Angels’ logjam means Mike Trout is likely bound for minors

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One way for the Angels to lessen their first base/corner outfield/designated hitter logjam would be to have stud prospect Mike Trout begin the season in the minors and it sure sounds like manager Mike Scioscia thinks that would be a smart idea.

Vernon Wells, Peter Bourjos, and Torii Hunter are cemented as the Angels’ starting outfield, Albert Pujols is obviously the starting first baseman, and Bobby Abreu and (if healthy) Kendrys Morales will have to fight over designated hitter playing time. And then there’s still Mark Trumbo, who’ll have to be included in that mix if his conversion to third base goes poorly.

That doesn’t leave much room for Trout–although obviously plenty of Angels fans would vote in favor of him replacing Wells–and Scioscia told Mike DiGiovanna of the Los Angeles Times that “he’s not a finished product” and it might take an injury for the 20-year-old to get “an opportunity” coming out of spring training.

For his part Trout said all the right things when asked about potentially beginning the season in the minors:

If they put me in Salt Lake or wherever, I’m going to accept that. I wouldn’t be disappointed at all. I’m still young. It just makes you want to work harder.

Salt Lake is the Angels’ Triple-A affiliate and it’s worth noting that Trout skipped the level completely while jumping from Double-A to the majors. He’s also 20 years old and struggled somewhat in his 40-game debut, so sending him to Triple-A for a couple months wouldn’t be the worst thing for Trout’s long-term development even if a positional logjam determining his plans isn’t ideal.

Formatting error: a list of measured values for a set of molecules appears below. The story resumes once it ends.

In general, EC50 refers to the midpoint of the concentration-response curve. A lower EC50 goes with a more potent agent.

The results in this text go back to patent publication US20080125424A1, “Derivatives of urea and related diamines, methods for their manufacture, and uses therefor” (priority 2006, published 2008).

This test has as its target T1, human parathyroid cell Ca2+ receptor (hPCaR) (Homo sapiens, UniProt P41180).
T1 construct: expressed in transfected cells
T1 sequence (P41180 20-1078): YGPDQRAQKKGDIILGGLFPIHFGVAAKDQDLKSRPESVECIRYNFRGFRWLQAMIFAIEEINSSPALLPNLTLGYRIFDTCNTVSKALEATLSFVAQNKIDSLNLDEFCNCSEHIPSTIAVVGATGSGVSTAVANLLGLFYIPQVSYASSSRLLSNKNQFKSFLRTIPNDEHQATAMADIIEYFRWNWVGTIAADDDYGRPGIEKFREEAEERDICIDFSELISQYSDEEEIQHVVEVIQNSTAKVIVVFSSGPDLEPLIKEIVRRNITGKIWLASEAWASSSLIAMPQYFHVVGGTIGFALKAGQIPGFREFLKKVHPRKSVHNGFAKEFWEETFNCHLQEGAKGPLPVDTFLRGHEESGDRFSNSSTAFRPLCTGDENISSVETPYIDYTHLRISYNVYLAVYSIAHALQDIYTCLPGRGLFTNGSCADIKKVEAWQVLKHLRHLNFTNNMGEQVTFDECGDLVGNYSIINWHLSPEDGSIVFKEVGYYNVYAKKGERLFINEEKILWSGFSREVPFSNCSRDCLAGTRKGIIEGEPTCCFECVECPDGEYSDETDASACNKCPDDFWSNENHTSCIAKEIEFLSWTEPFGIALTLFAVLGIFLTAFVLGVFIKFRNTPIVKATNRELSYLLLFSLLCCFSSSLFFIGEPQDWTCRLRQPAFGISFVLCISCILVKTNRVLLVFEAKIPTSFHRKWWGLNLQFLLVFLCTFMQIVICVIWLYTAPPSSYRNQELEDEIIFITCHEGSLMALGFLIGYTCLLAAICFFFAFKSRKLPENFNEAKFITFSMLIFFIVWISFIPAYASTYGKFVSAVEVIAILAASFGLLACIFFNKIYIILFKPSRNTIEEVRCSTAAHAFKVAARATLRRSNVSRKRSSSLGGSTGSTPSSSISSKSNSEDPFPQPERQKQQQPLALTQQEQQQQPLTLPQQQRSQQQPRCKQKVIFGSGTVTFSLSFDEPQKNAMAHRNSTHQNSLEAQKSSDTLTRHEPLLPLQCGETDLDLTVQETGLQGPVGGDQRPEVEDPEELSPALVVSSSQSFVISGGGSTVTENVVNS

Video: Ramon Torres hits little league home run in first at-bat of season

Jayne Kamin-Oncea/Getty Images
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The Royals recalled infielder Ramon Torres from Triple-A Omaha on Saturday. He didn’t get into a game until starting Thursday night’s game against the Rangers, batting ninth.

In the top of the second inning, facing Austin Bibens-Dirkx, Torres laced a single up the middle. Center fielder Delino DeShields charged in on it, attempting to keep Ryan Goins at second base, but the ball went right past his glove, through his legs, and nearly trickled all the way to the warning track. Goins scored easily and Torres was waved home, too. He managed to narrowly beat the throw, touching home plate with his left hand on a head-first slide.

The play was officially scored a single and a three-base error. Torres wasn’t credited with an RBI on the play. But at least the Royals got two runs out of it.